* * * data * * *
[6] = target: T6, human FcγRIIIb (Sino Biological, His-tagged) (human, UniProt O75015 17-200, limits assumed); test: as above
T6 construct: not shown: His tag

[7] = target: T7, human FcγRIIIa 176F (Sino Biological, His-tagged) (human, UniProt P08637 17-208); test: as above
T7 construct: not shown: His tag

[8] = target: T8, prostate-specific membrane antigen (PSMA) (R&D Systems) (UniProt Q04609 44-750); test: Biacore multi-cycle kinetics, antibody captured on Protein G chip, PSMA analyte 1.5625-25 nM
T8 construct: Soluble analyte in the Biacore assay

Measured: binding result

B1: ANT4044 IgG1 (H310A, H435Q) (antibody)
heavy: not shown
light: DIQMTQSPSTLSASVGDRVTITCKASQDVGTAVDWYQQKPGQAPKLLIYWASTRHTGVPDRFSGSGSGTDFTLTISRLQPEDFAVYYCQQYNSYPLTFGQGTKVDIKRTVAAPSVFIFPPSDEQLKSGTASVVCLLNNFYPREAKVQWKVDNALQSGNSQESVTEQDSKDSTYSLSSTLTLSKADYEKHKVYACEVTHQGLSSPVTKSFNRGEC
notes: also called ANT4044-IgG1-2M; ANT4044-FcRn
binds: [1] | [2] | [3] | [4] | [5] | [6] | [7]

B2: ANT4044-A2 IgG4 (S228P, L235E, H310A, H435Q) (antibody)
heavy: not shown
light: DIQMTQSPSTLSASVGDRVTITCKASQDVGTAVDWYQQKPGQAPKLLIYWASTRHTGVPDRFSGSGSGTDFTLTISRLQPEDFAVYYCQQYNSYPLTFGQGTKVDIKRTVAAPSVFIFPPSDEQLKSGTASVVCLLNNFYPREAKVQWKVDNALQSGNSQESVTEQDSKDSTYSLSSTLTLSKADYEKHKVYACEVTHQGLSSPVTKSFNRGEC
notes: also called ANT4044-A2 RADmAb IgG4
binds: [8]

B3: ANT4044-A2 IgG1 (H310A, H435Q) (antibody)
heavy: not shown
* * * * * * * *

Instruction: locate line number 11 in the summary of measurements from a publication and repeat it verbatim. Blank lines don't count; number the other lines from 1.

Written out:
notes: also called ANT4044-IgG1-2M; ANT4044-FcRn